7 things that I've learned from podcasting for 3 years.
In this episode, Sheldon goes over the 7 things that he has learned from 3 years of podcasting.
1-People love resources
2-Podcasting is hard, but rewarding
3-Capturing someone's attention virtually is a skill set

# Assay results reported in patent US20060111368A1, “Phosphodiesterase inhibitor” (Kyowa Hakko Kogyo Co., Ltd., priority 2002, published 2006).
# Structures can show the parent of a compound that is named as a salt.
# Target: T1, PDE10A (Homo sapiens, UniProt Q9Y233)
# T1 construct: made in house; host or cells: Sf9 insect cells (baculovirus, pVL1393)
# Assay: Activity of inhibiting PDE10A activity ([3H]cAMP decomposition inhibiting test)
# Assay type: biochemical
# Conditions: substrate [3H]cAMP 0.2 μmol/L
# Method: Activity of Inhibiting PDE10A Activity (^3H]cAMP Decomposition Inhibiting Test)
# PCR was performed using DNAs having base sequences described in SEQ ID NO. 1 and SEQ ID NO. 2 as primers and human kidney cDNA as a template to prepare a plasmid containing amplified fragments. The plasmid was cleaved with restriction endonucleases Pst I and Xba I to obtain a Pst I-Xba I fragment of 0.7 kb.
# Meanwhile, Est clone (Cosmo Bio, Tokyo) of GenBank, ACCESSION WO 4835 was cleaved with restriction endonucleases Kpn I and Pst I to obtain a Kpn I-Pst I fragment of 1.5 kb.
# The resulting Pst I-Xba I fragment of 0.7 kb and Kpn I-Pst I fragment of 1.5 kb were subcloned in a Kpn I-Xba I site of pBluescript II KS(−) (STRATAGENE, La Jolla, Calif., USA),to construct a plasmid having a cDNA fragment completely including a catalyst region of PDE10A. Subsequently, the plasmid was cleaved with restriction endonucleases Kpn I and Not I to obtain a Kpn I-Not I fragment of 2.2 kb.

4- Your audience will let you know what they want to hear
5- You don't need a sponsor to start a podcast
6-Safety is multi-faceted and changing constantly
7-I like doing interviews
Please subscribe to this podcast and share it with a friend.
[00:00:06] spk_0: this episode is powered by safety FM